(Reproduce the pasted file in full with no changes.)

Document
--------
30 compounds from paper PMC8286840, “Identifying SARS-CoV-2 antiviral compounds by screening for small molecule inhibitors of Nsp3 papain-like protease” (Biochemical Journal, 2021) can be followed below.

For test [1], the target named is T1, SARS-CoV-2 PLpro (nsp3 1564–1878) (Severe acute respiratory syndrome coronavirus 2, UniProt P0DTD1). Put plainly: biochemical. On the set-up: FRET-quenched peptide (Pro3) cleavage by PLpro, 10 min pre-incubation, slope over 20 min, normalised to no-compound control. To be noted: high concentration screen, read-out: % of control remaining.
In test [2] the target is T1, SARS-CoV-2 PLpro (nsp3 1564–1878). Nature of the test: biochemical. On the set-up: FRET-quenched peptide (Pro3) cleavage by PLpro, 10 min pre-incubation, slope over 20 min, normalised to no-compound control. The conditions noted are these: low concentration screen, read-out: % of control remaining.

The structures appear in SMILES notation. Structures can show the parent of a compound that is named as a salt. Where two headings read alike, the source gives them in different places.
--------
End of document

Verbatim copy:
30 compounds from paper PMC8286840, “Identifying SARS-CoV-2 antiviral compounds by screening for small molecule inhibitors of Nsp3 papain-like protease” (Biochemical Journal, 2021) can be followed below.

For test [1], the target named is T1, SARS-CoV-2 PLpro (nsp3 1564–1878) (Severe acute respiratory syndrome coronavirus 2, UniProt P0DTD1). Put plainly: biochemical. On the set-up: FRET-quenched peptide (Pro3) cleavage by PLpro, 10 min pre-incubation, slope over 20 min, normalised to no-compound control. To be noted: high concentration screen, read-out: % of control remaining.
In test [2] the target is T1, SARS-CoV-2 PLpro (nsp3 1564–1878). Nature of the test: biochemical. On the set-up: FRET-quenched peptide (Pro3) cleavage by PLpro, 10 min pre-incubation, slope over 20 min, normalised to no-compound control. The conditions noted are these: low concentration screen, read-out: % of control remaining.

The structures appear in SMILES notation. Structures can show the parent of a compound that is named as a salt. Where two headings read alike, the source gives them in different places.